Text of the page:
Cape Town – A lecturer and his team from the University of Cape Town (UCT) have won an international sustainability competition with their self-sustaining toilet hub that converts urine and faeces into fertilizers and compost.
“The toilet hub is not connected to a conventional sewage network, requires no electricity to operate and it can be easily scaled up by merely increasing the number of toilet hubs using the profits generated from the waste recycling,” said Dr Dyllon Randall, a senior lecturer in water quality in the Department of Civil Engineering.
“It contains a urine treatment process as well as a faeces collection system for eventual composting. It’s different to current toilets in this area because it separates the urine and faeces within the toilet while using no water,” Randall said.
Dr Randall and his multi-national team won the global sustainability prize at UNLEASH 2018 in Singapore with their SaniHive prototype, derived from sani for ‘sanitation’ and hive from the ‘beehive’.
According to Dr Randall, the innovation would also create employment.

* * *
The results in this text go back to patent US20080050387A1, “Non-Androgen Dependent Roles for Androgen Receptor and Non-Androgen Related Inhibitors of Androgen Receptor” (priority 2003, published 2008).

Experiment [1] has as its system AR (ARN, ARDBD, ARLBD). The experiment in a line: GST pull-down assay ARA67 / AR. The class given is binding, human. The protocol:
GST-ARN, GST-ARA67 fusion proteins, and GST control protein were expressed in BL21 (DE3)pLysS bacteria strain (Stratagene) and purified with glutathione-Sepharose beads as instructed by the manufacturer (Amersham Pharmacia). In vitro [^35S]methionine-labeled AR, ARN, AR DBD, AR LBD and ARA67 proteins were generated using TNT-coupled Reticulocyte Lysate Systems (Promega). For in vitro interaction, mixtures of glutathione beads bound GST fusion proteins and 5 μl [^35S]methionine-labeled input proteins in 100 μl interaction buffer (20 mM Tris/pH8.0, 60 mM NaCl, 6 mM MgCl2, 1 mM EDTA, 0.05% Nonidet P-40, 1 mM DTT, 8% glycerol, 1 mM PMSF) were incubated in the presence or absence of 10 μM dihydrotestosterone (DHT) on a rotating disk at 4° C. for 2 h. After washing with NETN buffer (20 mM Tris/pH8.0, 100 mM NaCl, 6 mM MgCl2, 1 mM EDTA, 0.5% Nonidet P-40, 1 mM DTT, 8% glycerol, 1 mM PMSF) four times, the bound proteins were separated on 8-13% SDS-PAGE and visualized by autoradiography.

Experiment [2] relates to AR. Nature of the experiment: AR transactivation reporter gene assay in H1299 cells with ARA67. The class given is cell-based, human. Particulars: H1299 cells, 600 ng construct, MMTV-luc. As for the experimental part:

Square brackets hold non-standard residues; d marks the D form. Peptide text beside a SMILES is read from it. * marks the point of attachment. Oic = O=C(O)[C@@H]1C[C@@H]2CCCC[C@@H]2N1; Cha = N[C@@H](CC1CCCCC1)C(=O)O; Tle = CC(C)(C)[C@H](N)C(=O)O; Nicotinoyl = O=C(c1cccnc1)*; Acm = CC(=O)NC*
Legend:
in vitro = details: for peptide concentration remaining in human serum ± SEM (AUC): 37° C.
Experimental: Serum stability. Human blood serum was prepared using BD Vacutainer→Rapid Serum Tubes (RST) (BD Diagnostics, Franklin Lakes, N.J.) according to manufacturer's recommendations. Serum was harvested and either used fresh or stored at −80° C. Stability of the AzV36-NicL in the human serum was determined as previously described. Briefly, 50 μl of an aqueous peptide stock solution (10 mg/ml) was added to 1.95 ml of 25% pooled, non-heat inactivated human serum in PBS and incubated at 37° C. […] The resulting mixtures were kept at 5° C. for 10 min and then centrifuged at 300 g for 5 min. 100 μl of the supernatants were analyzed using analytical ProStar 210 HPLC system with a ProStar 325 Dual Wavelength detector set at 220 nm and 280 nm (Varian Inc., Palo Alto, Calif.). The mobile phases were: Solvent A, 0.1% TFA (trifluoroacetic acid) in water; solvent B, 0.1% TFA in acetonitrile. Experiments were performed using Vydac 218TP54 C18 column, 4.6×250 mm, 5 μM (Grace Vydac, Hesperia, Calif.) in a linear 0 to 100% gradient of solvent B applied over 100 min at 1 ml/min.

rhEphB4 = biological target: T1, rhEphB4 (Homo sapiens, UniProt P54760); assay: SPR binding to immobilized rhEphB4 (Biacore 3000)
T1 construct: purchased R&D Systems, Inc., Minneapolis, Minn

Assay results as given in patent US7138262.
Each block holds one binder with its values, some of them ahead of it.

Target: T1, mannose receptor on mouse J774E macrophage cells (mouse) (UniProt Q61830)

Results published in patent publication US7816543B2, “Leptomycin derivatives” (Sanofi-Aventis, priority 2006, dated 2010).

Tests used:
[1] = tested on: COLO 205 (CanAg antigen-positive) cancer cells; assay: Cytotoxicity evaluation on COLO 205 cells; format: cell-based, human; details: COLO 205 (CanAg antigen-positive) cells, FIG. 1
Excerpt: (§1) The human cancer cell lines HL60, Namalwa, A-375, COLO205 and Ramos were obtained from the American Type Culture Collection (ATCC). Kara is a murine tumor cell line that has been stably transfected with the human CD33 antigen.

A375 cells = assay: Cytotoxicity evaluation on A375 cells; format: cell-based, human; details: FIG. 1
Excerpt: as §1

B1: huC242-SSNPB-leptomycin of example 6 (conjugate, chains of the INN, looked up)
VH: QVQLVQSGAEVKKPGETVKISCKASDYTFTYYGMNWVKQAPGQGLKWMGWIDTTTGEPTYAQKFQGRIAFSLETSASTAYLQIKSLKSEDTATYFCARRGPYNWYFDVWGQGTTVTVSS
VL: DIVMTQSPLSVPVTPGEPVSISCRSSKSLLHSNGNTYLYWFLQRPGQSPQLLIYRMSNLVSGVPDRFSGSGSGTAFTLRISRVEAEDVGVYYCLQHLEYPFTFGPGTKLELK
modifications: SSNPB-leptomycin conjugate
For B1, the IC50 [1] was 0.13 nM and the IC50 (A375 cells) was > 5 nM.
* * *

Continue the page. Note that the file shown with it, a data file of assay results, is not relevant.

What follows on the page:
“Local people could transport the waste to mini treatment plants where high-end products could be created,” Randall explained.
UNLEASH 2018 is a global innovation lab that brings together 1 000 top young talents, aged between 20 and 35 years, from 100 countries.
“It is very rewarding to see one of our young researchers being recognised for their innovative work,” said Professor Pilate Moyo, head of the Civil Engineering department at UCT.
“As a department, we value innovation. We are extremely proud of Dyllon and the pioneering work he is doing in wastewater.”
Randall explained that the SaniHive wouldn’t only be useful in an urban slum.
“You can use the same methodology in richer suburbs, where you create an integrated, decentralised system with a mini treatment plant in the neighbourhood. The challenge would be to separate the waste,” he said.
Randall and his group hope to pursue the SaniHive innovation and plan to approach funders to help commercialise the technology.